Washington Law Review
Circuit courts disagree as to whether law enforcement officers have a duty to inquire about a resident’s actual authority to consent to searches of ambiguous containers in a common area. Two circuit courts use the ambiguity approach and two circuit courts use the obviousness approach. The ambiguity approach articulated by the D.C. Circuit in United States v. Peyton provides protection for individuals’ rights while placing a minimal burden on law enforcement officers. In Peyton, the D.C. Circuit held that law enforcement officers have a duty to ask clarifying questions if ownership over a container is ambiguous. The ambiguity approach advanced by the Peyton court is a well-balanced approach to handling third party consent cases. The obviousness approach, which allows officers to search any containers that do not obviously belong to someone other than the consenting party, gives too much power to police and may infringe on the absent tenant’s reasonable expectation of privacy. The ambiguity approach is superior to the obviousness approach, but to properly safeguard Fourth Amendment rights, the Supreme Court should adopt a bright-line rule requiring law enforcement officers to inquire before searching any container in a common area, regardless of the level of ambiguity. This solution will reduce the administrative costs of case-by-case inquiry into the amorphous concept of ambiguity and advance the common law tradition of protecting the privacy of individuals in their home.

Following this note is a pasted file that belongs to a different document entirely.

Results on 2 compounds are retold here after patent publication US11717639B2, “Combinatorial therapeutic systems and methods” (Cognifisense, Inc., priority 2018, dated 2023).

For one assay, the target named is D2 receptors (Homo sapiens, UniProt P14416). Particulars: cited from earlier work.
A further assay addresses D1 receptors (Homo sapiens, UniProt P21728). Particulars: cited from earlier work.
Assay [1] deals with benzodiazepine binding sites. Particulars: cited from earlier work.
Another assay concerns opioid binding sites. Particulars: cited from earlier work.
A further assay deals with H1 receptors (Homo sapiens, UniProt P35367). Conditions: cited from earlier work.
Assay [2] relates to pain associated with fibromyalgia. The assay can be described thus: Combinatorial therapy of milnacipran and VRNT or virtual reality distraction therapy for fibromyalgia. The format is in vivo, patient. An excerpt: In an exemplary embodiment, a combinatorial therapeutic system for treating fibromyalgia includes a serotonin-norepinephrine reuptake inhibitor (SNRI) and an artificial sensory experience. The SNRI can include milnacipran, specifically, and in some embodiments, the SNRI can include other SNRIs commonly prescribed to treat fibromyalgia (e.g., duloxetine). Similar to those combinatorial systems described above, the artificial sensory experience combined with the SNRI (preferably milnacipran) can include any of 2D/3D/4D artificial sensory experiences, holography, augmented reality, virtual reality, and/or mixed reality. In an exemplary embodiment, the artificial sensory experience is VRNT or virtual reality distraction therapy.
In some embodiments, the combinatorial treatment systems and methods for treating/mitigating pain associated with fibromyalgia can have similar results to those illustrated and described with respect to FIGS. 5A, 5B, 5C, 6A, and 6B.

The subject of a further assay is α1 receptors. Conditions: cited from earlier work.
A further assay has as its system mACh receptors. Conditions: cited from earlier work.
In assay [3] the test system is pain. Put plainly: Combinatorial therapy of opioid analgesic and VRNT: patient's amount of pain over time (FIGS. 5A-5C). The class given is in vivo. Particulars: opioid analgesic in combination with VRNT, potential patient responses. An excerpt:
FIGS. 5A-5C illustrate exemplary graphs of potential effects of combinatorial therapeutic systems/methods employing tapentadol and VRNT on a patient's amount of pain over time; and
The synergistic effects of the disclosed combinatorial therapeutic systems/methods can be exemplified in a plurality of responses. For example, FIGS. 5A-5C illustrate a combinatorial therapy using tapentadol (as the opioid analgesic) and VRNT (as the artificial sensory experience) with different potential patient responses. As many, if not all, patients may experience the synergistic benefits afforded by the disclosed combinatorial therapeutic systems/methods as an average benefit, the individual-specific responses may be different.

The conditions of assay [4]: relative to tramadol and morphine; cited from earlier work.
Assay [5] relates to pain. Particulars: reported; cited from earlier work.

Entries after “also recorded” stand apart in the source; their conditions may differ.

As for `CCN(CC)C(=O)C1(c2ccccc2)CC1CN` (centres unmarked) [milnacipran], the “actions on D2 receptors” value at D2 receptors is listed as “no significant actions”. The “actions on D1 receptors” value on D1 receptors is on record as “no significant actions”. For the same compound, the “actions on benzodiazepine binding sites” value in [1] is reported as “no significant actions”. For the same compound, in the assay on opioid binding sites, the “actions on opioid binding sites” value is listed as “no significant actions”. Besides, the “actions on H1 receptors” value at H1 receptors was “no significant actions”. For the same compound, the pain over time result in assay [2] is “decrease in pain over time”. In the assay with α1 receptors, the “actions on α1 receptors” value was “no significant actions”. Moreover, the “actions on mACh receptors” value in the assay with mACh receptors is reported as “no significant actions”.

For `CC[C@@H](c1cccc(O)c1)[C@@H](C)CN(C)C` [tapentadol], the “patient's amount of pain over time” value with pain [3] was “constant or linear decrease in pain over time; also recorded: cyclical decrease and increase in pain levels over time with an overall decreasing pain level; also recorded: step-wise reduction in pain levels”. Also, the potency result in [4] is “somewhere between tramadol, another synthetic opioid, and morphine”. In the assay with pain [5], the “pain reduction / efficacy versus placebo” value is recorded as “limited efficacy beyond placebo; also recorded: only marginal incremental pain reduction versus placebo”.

Harlan T. Mechling,
Third Party Consent and Container Searches in the Home,
92 Wash. L. Rev.
Available at: https://digitalcommons.law.uw.edu/wlr/vol92/iss2/10